It’s always interesting to see Real Estate ‘experts’ look at all the fundamental data but then somehow avoid the uncomfortable conclusion that housing prices will crash in Vancouver. -vreaa
A 20 Mar 2010 Vancouver Sun article by Michael Geller, a local architect, planner, & development consultant, compares Phoenix to Vancouver -
A 10-year-old, three-bedroom, two-bathroom detached home of 1,182 square feet that sold for $212,000 in 2006 recently went for $89,100.
In Carefree, just north of Scottsdale, a 4,400-square-foot, four-bedroom, four-bathroom house on an acre of land that features a 1,000-square-foot guest house, pool, movie theatre and elevator sold last month for $630,000. In 2006, it sold for $1.75 million.
Waddell [a Phoenix developer] lives in a spectacular 4,650-square-foot DC Ranch home that overlooks the sixth hole of the golf course. Like many Scottsdale properties, it is planned around a majestic great room with a huge entertaining kitchen. A variety of outdoor living spaces surround the pool and open-air fireplace. After seven years, he is ready to downsize; however, like many owners of luxury properties, he is having difficulty selling at a price that is less than what one would pay for a home half the size on a 33-foot lot in Dunbar.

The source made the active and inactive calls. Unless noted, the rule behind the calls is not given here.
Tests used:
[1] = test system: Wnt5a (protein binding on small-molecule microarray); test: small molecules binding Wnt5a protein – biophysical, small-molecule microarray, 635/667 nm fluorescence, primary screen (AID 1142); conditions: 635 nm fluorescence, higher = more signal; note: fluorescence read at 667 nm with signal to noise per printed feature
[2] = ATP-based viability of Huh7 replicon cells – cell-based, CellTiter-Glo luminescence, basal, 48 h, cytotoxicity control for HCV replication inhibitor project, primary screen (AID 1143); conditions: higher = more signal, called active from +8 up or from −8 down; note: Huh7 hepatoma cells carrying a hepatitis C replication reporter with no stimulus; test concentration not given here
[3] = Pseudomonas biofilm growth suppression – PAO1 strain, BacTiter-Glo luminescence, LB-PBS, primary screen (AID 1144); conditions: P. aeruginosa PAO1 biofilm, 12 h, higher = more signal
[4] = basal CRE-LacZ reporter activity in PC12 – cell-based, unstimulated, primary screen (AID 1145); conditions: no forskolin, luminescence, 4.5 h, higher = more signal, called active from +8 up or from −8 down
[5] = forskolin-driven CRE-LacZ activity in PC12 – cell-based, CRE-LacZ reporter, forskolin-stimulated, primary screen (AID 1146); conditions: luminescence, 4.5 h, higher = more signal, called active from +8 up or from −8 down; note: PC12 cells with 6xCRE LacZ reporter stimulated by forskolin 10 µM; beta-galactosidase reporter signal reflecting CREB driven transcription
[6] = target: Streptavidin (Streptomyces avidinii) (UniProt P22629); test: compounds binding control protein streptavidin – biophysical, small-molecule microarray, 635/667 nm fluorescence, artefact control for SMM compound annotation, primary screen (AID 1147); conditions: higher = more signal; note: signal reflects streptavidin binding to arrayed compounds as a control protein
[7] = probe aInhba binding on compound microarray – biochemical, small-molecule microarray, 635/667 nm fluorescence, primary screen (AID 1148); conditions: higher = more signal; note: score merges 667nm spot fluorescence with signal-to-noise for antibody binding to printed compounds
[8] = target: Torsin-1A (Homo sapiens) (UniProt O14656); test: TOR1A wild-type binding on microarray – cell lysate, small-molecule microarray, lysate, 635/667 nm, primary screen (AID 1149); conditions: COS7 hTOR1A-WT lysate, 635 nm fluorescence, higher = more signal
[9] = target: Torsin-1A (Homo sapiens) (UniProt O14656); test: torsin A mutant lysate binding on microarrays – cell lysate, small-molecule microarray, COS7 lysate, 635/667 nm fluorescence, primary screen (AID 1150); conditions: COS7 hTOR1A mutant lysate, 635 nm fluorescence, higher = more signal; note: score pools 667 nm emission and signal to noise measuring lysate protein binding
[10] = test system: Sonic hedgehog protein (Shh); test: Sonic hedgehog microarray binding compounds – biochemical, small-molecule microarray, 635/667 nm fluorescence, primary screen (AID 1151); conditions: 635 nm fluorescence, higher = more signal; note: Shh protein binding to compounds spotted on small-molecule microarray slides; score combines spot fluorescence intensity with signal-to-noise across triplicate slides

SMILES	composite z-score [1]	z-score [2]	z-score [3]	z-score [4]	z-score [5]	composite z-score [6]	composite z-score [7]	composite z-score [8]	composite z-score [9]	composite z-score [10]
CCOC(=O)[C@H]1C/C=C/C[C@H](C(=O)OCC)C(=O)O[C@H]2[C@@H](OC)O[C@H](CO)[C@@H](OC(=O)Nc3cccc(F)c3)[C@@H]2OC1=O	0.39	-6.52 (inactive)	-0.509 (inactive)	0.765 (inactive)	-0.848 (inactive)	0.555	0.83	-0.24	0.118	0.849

As my plane was taking off, I calculated that Metro Vancouver’s median house price is about four times that of Phoenix. I could not help but wonder whether Metro Vancouver could ever experience similar drops in house prices.
While between 1980 and 1983 we did see some homes drop almost 50 per cent, I do not think Vancouverites will ever witness what has happened in Phoenix. For one thing, our banking system is very different, and recent changes will further control who can build and who can buy into the market.
Secondly, Vancouver’s land supply, unlike Phoenix’s, is constrained by the ocean, the mountains and protected agricultural lands.
[Note that the banks were just as responsible and the land just as limited during the 1980-1983 crash. -vreaa]